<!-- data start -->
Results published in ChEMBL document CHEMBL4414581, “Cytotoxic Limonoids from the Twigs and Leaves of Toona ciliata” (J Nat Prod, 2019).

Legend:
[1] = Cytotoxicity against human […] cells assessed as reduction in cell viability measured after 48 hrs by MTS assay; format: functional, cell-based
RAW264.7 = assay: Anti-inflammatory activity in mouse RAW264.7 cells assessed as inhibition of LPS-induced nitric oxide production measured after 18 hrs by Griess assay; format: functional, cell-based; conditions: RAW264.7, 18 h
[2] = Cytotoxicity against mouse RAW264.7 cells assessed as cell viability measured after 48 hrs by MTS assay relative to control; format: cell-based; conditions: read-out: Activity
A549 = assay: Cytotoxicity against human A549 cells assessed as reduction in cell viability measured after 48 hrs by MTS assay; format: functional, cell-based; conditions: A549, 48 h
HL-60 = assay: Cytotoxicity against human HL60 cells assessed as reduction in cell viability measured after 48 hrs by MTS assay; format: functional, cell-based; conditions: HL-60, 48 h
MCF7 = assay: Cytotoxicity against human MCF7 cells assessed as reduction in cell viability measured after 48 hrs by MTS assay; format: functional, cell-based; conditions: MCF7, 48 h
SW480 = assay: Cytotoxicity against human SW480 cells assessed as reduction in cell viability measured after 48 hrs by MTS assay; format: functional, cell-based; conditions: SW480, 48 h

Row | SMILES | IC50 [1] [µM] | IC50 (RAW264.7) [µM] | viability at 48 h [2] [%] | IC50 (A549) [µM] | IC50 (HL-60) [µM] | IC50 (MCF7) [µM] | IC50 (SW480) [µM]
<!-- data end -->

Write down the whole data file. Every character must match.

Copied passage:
Results published in ChEMBL document CHEMBL4414581, “Cytotoxic Limonoids from the Twigs and Leaves of Toona ciliata” (J Nat Prod, 2019).

Legend:
[1] = Cytotoxicity against human […] cells assessed as reduction in cell viability measured after 48 hrs by MTS assay; format: functional, cell-based
RAW264.7 = assay: Anti-inflammatory activity in mouse RAW264.7 cells assessed as inhibition of LPS-induced nitric oxide production measured after 18 hrs by Griess assay; format: functional, cell-based; conditions: RAW264.7, 18 h
[2] = Cytotoxicity against mouse RAW264.7 cells assessed as cell viability measured after 48 hrs by MTS assay relative to control; format: cell-based; conditions: read-out: Activity
A549 = assay: Cytotoxicity against human A549 cells assessed as reduction in cell viability measured after 48 hrs by MTS assay; format: functional, cell-based; conditions: A549, 48 h
HL-60 = assay: Cytotoxicity against human HL60 cells assessed as reduction in cell viability measured after 48 hrs by MTS assay; format: functional, cell-based; conditions: HL-60, 48 h
MCF7 = assay: Cytotoxicity against human MCF7 cells assessed as reduction in cell viability measured after 48 hrs by MTS assay; format: functional, cell-based; conditions: MCF7, 48 h
SW480 = assay: Cytotoxicity against human SW480 cells assessed as reduction in cell viability measured after 48 hrs by MTS assay; format: functional, cell-based; conditions: SW480, 48 h

Row | SMILES | IC50 [1] [µM] | IC50 (RAW264.7) [µM] | viability at 48 h [2] [%] | IC50 (A549) [µM] | IC50 (HL-60) [µM] | IC50 (MCF7) [µM] | IC50 (SW480) [µM]